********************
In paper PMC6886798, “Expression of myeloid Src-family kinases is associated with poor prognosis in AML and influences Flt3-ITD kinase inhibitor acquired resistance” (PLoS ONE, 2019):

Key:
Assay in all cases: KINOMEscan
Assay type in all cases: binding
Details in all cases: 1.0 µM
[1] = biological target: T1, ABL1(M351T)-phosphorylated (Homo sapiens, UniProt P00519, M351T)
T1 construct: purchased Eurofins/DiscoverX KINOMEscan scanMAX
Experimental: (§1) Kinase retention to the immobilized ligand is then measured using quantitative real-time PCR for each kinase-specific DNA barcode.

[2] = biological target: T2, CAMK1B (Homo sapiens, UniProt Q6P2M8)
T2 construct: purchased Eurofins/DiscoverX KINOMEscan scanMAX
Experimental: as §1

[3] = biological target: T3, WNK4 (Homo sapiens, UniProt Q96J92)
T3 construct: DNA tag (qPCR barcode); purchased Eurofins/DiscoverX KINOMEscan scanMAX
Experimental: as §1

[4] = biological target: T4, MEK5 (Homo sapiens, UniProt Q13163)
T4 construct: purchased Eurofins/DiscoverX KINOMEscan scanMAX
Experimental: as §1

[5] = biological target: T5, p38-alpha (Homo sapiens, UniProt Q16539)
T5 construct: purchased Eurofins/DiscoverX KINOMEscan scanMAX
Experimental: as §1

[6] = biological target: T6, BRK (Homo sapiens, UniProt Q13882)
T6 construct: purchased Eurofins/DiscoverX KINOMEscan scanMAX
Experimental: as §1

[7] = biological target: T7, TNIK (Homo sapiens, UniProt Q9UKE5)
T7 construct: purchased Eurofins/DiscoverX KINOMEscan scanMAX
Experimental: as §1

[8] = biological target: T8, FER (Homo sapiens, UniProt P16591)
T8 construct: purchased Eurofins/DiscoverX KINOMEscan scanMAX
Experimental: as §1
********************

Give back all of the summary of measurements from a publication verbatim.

In paper PMC6886798, “Expression of myeloid Src-family kinases is associated with poor prognosis in AML and influences Flt3-ITD kinase inhibitor acquired resistance” (PLoS ONE, 2019):

Key:
Assay in all cases: KINOMEscan
Assay type in all cases: binding
Details in all cases: 1.0 µM
[1] = biological target: T1, ABL1(M351T)-phosphorylated (Homo sapiens, UniProt P00519, M351T)
T1 construct: purchased Eurofins/DiscoverX KINOMEscan scanMAX
Experimental: (§1) Kinase retention to the immobilized ligand is then measured using quantitative real-time PCR for each kinase-specific DNA barcode.

[2] = biological target: T2, CAMK1B (Homo sapiens, UniProt Q6P2M8)
T2 construct: purchased Eurofins/DiscoverX KINOMEscan scanMAX
Experimental: as §1

[3] = biological target: T3, WNK4 (Homo sapiens, UniProt Q96J92)
T3 construct: DNA tag (qPCR barcode); purchased Eurofins/DiscoverX KINOMEscan scanMAX
Experimental: as §1

[4] = biological target: T4, MEK5 (Homo sapiens, UniProt Q13163)
T4 construct: purchased Eurofins/DiscoverX KINOMEscan scanMAX
Experimental: as §1

[5] = biological target: T5, p38-alpha (Homo sapiens, UniProt Q16539)
T5 construct: purchased Eurofins/DiscoverX KINOMEscan scanMAX
Experimental: as §1

[6] = biological target: T6, BRK (Homo sapiens, UniProt Q13882)
T6 construct: purchased Eurofins/DiscoverX KINOMEscan scanMAX
Experimental: as §1

[7] = biological target: T7, TNIK (Homo sapiens, UniProt Q9UKE5)
T7 construct: purchased Eurofins/DiscoverX KINOMEscan scanMAX
Experimental: as §1

[8] = biological target: T8, FER (Homo sapiens, UniProt P16591)
T8 construct: purchased Eurofins/DiscoverX KINOMEscan scanMAX
Experimental: as §1